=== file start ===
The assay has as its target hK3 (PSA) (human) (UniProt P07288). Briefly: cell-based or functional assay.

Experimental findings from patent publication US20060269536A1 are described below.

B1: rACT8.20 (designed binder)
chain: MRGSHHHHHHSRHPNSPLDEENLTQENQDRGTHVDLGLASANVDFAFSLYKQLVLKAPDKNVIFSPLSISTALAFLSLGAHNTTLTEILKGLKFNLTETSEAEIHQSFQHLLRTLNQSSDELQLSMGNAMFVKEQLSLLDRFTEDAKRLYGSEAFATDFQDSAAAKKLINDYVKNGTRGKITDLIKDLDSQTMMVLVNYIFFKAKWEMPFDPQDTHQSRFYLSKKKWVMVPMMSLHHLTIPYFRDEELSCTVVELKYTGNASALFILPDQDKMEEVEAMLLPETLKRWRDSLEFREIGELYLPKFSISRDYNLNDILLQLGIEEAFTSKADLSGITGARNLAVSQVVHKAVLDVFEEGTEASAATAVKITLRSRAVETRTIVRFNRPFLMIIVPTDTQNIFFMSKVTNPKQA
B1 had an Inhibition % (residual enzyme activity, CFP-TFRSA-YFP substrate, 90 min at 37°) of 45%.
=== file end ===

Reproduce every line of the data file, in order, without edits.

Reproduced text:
The assay has as its target hK3 (PSA) (human) (UniProt P07288). Briefly: cell-based or functional assay.

Experimental findings from patent publication US20060269536A1 are described below.

B1: rACT8.20 (designed binder)
chain: MRGSHHHHHHSRHPNSPLDEENLTQENQDRGTHVDLGLASANVDFAFSLYKQLVLKAPDKNVIFSPLSISTALAFLSLGAHNTTLTEILKGLKFNLTETSEAEIHQSFQHLLRTLNQSSDELQLSMGNAMFVKEQLSLLDRFTEDAKRLYGSEAFATDFQDSAAAKKLINDYVKNGTRGKITDLIKDLDSQTMMVLVNYIFFKAKWEMPFDPQDTHQSRFYLSKKKWVMVPMMSLHHLTIPYFRDEELSCTVVELKYTGNASALFILPDQDKMEEVEAMLLPETLKRWRDSLEFREIGELYLPKFSISRDYNLNDILLQLGIEEAFTSKADLSGITGARNLAVSQVVHKAVLDVFEEGTEASAATAVKITLRSRAVETRTIVRFNRPFLMIIVPTDTQNIFFMSKVTNPKQA
B1 had an Inhibition % (residual enzyme activity, CFP-TFRSA-YFP substrate, 90 min at 37°) of 45%.